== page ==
The recently released Street Fighter 30th Anniversary collection has led to me playing a lot more Street Fighter III: 3rd Strike. I wasn’t expecting this.
The new collection rounds up 12 Street Fighter games from the past three decades and allows ranked and casual online matches for four of them: Turbo: Hyper Fighting, Super Turbo, Alpha 3, and 3rd Strike.
As a Blanka fan, I expected to glean hours of entertainment just from flipping between the five versions of Street Fighter II on offer, trying out every iteration of the green Brazilian. But once I got around to booting up 3rd Strike, I fell back into a hole. I have a soft spot for the game. It’s a relatively easy SF game to get into, but it also has hard-to-master techniques like charge partitioning and buffering that reward those patient enough to keep practising. My favourite character, Blanka, is not even in that one, but I love the other glorious weirdos like Q and Twelve who only appear in 3rd Strike.
I didn’t grow up playing 3rd Strike in an arcade, so if the 30th Anniversary edition is “arcade perfect,” I can’t tell. I learned the game on the 2011 release of 3rd Strike Online Edition for the Xbox 360. Compared to the original arcade version, Online Edition had enhanced visuals, crisper sound, and the opening song “Knock You Out,” a corny but delightful Street Fighter-themed jock jam that all people everywhere should add to their workout playlists. The arcade re-release featured move lists for every character in the sidebars, a helpful addition for both the newcomers and the old-timers who just need a refresher on the subtle differences between each SF game.
The 30th Anniversary version of 3rd Strike feels the same to play, but the audio and effects sound much less crisp, and “Knock You Out” is missing; it’s not even available in the freeplay soundtrack section for the game. But if you’d never played Online Edition, or any other ports or re-releases for any of these Street Fighter games, then you wouldn’t know any better, and you’d still enjoy 3rd Strike on its own merits, which are undeniable. It’s still one of my favourite Street Fighters.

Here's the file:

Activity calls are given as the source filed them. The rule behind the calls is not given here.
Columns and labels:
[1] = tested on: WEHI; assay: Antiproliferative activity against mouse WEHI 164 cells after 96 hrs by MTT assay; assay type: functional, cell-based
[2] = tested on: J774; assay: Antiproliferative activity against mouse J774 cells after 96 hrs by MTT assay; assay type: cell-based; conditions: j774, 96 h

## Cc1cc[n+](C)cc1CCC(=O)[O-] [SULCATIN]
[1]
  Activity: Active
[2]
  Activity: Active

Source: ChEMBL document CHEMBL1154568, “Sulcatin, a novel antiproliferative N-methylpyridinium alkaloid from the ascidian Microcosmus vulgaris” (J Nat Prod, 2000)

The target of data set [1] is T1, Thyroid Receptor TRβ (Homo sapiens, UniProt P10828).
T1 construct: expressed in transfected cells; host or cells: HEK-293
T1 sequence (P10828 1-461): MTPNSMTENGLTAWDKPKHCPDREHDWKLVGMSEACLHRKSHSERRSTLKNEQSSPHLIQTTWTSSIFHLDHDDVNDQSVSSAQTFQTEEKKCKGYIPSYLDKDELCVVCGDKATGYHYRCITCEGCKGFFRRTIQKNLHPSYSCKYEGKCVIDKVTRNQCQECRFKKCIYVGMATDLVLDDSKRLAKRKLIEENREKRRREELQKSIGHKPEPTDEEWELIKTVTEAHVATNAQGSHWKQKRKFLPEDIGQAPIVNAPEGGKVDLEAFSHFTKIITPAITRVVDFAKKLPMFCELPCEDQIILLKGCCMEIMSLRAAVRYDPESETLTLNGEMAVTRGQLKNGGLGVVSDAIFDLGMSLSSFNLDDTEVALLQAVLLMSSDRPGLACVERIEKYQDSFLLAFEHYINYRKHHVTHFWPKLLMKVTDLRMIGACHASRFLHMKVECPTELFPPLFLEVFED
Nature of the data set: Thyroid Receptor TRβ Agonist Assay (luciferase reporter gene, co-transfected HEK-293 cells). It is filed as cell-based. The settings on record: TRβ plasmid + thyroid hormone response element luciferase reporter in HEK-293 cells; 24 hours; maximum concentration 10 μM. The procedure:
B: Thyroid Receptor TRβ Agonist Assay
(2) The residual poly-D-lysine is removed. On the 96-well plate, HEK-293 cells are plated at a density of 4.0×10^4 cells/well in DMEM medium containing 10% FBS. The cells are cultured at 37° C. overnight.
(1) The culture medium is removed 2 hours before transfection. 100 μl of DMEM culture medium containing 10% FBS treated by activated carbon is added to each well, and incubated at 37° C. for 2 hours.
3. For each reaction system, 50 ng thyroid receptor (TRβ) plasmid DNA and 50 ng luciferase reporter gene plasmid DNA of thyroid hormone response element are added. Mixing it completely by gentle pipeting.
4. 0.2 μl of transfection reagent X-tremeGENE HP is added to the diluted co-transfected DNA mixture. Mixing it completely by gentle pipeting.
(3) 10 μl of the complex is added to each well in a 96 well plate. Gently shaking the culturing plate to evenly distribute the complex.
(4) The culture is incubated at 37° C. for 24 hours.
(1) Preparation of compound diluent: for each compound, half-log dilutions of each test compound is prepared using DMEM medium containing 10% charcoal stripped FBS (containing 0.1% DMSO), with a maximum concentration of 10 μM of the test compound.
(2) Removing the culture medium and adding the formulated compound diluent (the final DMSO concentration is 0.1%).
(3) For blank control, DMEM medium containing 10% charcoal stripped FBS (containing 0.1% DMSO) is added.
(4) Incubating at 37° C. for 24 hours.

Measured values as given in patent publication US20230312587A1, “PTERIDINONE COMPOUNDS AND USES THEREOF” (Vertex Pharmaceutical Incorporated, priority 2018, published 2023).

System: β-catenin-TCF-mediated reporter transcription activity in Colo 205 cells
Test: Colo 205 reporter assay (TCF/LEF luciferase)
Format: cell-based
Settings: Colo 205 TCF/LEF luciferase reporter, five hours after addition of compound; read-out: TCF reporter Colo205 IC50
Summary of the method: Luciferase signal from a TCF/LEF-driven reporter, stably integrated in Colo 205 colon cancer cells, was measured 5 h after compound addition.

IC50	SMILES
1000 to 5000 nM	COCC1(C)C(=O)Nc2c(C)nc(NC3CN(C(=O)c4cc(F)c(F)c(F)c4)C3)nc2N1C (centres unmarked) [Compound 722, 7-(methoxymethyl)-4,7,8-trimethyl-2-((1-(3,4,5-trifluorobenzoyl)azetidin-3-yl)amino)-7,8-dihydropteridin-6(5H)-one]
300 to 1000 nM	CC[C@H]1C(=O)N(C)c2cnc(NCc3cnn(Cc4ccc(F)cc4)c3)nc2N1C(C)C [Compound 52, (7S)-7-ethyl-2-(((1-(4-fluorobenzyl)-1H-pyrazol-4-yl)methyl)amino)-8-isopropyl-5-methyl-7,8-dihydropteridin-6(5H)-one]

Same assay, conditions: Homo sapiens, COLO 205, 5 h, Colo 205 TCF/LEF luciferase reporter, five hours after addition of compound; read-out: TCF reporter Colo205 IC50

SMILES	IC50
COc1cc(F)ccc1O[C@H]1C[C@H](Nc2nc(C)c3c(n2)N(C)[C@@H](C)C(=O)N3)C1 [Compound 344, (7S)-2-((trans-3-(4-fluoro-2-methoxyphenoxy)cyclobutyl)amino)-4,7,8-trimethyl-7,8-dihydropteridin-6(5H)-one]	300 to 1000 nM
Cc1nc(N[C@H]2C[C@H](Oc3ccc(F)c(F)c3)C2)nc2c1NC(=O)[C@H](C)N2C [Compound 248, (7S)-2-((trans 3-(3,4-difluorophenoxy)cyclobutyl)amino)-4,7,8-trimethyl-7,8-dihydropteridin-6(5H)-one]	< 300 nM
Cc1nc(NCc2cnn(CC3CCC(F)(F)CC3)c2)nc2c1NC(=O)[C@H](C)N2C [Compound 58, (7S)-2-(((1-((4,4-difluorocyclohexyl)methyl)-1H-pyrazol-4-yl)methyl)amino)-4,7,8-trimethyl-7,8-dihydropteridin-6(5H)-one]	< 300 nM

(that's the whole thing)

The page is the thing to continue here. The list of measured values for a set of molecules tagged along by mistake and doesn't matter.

One of the knocks on the new collection is that the online play is bad. I only had a few connection and lag problems while fighting foes online, although my friends have complained to me all week about long wait times and laggy matches. In 30th’s online modes, players can’t prioritise opponents based on their region or internet connection quality. I’m not sure why I had a better experience than my friends. Perhaps it’s because of how often I opted for “casual” matches rather than “ranked.” Perhaps most of the people playing 30th Anniversary are newbies who don’t want to play against people who they assume have been mainlining Street Fighter III since 1997.
Although I only had a few laggy matches online in 30th Anniversary, I decided to buckle down and try FightCade, an online fighting game platform that lets you play ROMs of old games against other people on PC. According to all my friends, it would be a way better experience, but the only problem was that the people on FightCade were definitely the types to have been playing SF3 since 1997. I expected to not lag one tiny bit while getting my ass kicked.
I installed FightCade and 3rd Strike and braced for impact, but... guess what? It’s actually a great time to join FightCade. The chat in the lobby every time I signed on was peppered with friendly banter from folks who’d been trying to play 3rd Strike in 30th Anniversary and had given up due to slow matchmaking and laggy connection speeds. Many of the other players in the lobby were totally new to 3rd Strike. I played some people who kicked my butt, but I spent far more of my time duelling against people who had clearly not played much 3rd Strike. I didn’t mind that at all, since the thought of total newcomers getting into 3rd Strike because of 30th Anniversary warms my heart. Even if, uh, they’re not actually playing 30th Anniversary.
The switch from 30th to FightCade felt incredible, too. No offence to Capcom’s “arcade perfect” port, or anything, but the hits on FightCade feel so much more sharp and instantaneous. The sound effects and music sound perfect, too, but that could just be the ROM I happened to snag. (Not sure how to find a ROM where every song is “Knock You Out.” Might have to make one.) Over an evening of 80 matches or so, I didn’t run into any lag via FightCade’s matchmaking, and that could very well be because I could filter all my matches by latency and location.
The fun of 30th Anniversary has been the reveals of old concept art and ideas for Street Fighters past, as well as show matches featuring Street Fighter pros facing off in the old games that they came up on. 30th Anniversary may not be for the people who remember playing the original arcade versions of these games. The people who care about that are already on FightCade and have been for years.
30th might work best for the people who never had the chance to play these old games at all, and who want to learn that history in an environment where there are a lot of other newcomers, and where you can blame your losses on lag. It’s also the version that will direct money to Capcom itself, of course. But if you want to play a really good version of 3rd Strike, you could do worse than FightCade. Or, heck, pick up Online Edition. If only for the soundtrack.